I’ve learnt that exercise doesn’t need to be complicated or fast to work and be fulfilling – slow, very simple repetitions that include add ons or ‘progression’ have enabled me to stick at it, and feel stronger. There’s very little equipment needed and nearly everything he suggests can be done at home. I think it’s a great book especially if, like me, you loathe the idea of gym exercises.
4. A First Aid Course
A few months ago I found myself first on the scene at a traffic accident in the mountains, with scant mobile coverage and very out of date first aid skills. A man’s life depended on me, and although I busked my way through and the situation resolved itself well in the end, the experience brought me up short. It could be you…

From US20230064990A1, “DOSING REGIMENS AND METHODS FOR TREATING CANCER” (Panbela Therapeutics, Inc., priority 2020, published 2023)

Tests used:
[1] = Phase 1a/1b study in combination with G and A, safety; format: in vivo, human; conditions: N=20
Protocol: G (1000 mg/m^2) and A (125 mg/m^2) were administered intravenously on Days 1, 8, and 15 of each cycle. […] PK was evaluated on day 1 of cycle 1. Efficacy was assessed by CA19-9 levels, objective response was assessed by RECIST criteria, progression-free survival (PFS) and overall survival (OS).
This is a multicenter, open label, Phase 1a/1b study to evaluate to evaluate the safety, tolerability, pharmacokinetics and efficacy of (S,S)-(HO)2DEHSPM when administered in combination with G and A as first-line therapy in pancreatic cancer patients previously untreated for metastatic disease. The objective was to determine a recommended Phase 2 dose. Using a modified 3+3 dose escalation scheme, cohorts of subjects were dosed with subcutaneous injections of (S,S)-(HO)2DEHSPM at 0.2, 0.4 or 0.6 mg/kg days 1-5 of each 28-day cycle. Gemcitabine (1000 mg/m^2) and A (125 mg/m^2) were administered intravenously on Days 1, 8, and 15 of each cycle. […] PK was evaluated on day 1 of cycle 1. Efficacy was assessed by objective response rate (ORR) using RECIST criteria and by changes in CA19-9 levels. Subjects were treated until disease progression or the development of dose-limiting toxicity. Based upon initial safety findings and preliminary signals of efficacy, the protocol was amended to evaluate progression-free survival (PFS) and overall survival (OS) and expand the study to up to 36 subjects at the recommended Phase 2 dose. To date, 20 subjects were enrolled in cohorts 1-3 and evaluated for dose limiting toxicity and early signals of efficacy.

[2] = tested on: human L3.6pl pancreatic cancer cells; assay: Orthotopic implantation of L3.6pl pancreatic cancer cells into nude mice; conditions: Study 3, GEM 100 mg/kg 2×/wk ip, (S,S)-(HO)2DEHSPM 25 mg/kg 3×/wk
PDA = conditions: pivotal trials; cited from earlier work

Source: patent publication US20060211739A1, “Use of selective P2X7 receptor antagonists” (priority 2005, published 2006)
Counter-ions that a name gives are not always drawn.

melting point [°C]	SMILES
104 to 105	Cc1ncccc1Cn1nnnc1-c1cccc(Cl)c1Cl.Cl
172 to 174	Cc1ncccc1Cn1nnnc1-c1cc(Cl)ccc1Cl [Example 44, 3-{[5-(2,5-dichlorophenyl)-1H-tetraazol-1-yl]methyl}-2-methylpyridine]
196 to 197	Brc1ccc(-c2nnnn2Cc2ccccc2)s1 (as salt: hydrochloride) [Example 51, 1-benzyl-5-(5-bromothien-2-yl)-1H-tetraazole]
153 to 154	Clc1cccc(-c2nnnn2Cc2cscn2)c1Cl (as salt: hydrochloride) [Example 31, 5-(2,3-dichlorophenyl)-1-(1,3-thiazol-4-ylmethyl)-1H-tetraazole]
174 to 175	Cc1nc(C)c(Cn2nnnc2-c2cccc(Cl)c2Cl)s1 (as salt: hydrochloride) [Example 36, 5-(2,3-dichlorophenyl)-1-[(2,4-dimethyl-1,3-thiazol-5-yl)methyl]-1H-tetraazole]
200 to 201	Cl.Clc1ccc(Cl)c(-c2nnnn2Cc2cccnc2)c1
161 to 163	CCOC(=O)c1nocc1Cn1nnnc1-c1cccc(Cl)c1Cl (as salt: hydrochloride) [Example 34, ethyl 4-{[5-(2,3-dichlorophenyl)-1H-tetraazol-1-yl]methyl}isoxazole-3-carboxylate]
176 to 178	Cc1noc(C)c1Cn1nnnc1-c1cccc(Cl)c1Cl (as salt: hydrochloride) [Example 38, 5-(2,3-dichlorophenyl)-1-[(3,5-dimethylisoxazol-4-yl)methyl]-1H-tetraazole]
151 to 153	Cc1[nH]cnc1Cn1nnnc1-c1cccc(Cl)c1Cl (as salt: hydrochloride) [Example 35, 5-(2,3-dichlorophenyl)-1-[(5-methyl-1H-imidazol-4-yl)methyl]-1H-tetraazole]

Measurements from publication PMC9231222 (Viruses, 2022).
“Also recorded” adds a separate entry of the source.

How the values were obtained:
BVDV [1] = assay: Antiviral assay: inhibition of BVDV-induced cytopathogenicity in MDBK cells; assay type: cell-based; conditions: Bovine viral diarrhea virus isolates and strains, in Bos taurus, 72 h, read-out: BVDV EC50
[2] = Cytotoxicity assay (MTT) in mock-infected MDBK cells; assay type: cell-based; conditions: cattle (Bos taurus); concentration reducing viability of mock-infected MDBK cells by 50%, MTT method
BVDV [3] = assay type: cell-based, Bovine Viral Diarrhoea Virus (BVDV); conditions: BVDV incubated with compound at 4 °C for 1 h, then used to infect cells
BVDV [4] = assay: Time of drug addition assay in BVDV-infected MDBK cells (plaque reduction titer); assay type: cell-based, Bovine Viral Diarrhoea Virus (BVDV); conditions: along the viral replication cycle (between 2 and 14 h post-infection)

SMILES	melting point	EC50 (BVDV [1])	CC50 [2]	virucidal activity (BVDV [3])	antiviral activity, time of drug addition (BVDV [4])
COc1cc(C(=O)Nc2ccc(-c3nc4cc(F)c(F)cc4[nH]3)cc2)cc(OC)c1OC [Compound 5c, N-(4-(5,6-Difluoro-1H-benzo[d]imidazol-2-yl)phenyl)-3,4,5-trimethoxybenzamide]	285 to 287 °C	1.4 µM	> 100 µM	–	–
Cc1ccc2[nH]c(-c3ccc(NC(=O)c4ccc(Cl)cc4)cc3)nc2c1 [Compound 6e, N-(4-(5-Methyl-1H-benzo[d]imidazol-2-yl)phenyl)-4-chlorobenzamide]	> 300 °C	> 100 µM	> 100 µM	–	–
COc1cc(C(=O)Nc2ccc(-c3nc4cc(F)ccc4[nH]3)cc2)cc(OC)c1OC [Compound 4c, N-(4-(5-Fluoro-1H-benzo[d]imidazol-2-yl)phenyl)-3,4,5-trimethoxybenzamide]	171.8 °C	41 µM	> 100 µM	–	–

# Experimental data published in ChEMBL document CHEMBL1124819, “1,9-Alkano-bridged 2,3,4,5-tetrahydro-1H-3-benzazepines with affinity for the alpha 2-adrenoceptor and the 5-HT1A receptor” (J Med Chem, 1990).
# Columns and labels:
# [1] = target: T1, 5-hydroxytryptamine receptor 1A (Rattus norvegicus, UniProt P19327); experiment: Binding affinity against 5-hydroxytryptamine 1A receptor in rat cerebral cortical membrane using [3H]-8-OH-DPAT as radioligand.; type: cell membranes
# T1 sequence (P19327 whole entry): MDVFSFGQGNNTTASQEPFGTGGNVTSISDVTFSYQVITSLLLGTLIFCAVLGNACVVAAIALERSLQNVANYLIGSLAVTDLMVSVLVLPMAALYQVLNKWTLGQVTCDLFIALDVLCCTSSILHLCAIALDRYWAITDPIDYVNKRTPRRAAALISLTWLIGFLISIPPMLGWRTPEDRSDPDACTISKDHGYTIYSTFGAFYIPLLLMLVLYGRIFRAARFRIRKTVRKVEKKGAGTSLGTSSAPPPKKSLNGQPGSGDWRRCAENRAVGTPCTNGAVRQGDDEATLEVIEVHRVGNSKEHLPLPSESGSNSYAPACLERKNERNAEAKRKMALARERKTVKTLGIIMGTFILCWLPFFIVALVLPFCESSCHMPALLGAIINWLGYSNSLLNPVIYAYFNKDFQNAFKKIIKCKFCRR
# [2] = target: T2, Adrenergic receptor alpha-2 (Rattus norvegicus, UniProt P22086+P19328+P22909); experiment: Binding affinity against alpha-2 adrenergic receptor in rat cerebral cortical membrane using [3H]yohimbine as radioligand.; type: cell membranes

Since then, I’ve attended a short course with Kevin Maule at The First Aid Training Coop, which was superb. Over the course of an afternoon, we talked through the different disasters that can befall us on the hills, whether we’re walking, climbing, cycling or paddling, and the different methods of coping when things go belly up. The Co-op’s style of teaching is very much ‘learn by doing, not by listening’ so there was plenty of time for swapping ideas and hands on practice of treating different wounds. Despite considering the worse case scenarios, it was great fun.